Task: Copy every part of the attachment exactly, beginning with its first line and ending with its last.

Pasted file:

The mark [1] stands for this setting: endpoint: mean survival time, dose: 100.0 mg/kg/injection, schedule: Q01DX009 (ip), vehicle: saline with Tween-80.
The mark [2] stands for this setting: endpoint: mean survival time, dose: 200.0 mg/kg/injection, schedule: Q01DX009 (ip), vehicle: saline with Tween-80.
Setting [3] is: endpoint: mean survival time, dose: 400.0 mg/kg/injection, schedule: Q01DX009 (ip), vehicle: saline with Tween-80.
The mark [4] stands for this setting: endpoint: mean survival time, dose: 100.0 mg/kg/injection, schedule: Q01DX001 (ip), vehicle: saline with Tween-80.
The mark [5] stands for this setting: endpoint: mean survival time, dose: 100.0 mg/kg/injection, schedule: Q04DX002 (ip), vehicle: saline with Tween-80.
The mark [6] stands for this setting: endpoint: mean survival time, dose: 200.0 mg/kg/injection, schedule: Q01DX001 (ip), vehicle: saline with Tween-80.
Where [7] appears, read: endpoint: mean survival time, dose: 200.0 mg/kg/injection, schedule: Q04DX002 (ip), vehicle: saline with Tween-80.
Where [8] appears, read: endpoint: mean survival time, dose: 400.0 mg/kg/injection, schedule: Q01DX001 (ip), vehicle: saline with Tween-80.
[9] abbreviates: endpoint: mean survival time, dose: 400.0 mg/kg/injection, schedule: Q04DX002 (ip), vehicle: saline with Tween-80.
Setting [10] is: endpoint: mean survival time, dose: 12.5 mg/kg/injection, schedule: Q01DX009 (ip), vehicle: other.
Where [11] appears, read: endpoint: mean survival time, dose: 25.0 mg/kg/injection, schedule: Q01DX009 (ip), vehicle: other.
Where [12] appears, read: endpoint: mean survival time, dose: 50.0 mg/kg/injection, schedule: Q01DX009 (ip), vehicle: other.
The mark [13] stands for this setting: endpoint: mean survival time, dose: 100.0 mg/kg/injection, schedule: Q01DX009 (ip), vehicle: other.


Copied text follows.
The mark [1] stands for this setting: endpoint: mean survival time, dose: 100.0 mg/kg/injection, schedule: Q01DX009 (ip), vehicle: saline with Tween-80.
The mark [2] stands for this setting: endpoint: mean survival time, dose: 200.0 mg/kg/injection, schedule: Q01DX009 (ip), vehicle: saline with Tween-80.
Setting [3] is: endpoint: mean survival time, dose: 400.0 mg/kg/injection, schedule: Q01DX009 (ip), vehicle: saline with Tween-80.
The mark [4] stands for this setting: endpoint: mean survival time, dose: 100.0 mg/kg/injection, schedule: Q01DX001 (ip), vehicle: saline with Tween-80.
The mark [5] stands for this setting: endpoint: mean survival time, dose: 100.0 mg/kg/injection, schedule: Q04DX002 (ip), vehicle: saline with Tween-80.
The mark [6] stands for this setting: endpoint: mean survival time, dose: 200.0 mg/kg/injection, schedule: Q01DX001 (ip), vehicle: saline with Tween-80.
Where [7] appears, read: endpoint: mean survival time, dose: 200.0 mg/kg/injection, schedule: Q04DX002 (ip), vehicle: saline with Tween-80.
Where [8] appears, read: endpoint: mean survival time, dose: 400.0 mg/kg/injection, schedule: Q01DX001 (ip), vehicle: saline with Tween-80.
[9] abbreviates: endpoint: mean survival time, dose: 400.0 mg/kg/injection, schedule: Q04DX002 (ip), vehicle: saline with Tween-80.
Setting [10] is: endpoint: mean survival time, dose: 12.5 mg/kg/injection, schedule: Q01DX009 (ip), vehicle: other.
Where [11] appears, read: endpoint: mean survival time, dose: 25.0 mg/kg/injection, schedule: Q01DX009 (ip), vehicle: other.
Where [12] appears, read: endpoint: mean survival time, dose: 50.0 mg/kg/injection, schedule: Q01DX009 (ip), vehicle: other.
The mark [13] stands for this setting: endpoint: mean survival time, dose: 100.0 mg/kg/injection, schedule: Q01DX009 (ip), vehicle: other.